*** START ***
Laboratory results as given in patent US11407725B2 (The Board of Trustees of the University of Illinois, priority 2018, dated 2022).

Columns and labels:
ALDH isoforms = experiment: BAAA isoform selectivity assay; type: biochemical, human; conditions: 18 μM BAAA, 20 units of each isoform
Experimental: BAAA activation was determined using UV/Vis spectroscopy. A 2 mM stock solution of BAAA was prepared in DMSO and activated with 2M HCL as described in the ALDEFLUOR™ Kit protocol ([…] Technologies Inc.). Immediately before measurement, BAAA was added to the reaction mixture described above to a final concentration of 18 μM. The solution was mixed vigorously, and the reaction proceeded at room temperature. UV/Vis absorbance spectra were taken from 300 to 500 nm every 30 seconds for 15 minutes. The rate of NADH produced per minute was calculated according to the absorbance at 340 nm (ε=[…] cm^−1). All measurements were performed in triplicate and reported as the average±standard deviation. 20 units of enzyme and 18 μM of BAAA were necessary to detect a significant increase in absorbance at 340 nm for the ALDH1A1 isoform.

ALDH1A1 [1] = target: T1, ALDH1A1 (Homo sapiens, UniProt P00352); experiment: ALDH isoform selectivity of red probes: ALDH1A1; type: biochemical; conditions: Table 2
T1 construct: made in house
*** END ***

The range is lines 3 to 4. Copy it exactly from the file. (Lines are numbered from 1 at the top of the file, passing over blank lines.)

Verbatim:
ALDH isoforms = experiment: BAAA isoform selectivity assay; type: biochemical, human; conditions: 18 μM BAAA, 20 units of each isoform
Experimental: BAAA activation was determined using UV/Vis spectroscopy. A 2 mM stock solution of BAAA was prepared in DMSO and activated with 2M HCL as described in the ALDEFLUOR™ Kit protocol ([…] Technologies Inc.). Immediately before measurement, BAAA was added to the reaction mixture described above to a final concentration of 18 μM. The solution was mixed vigorously, and the reaction proceeded at room temperature. UV/Vis absorbance spectra were taken from 300 to 500 nm every 30 seconds for 15 minutes. The rate of NADH produced per minute was calculated according to the absorbance at 340 nm (ε=[…] cm^−1). All measurements were performed in triplicate and reported as the average±standard deviation. 20 units of enzyme and 18 μM of BAAA were necessary to detect a significant increase in absorbance at 340 nm for the ALDH1A1 isoform.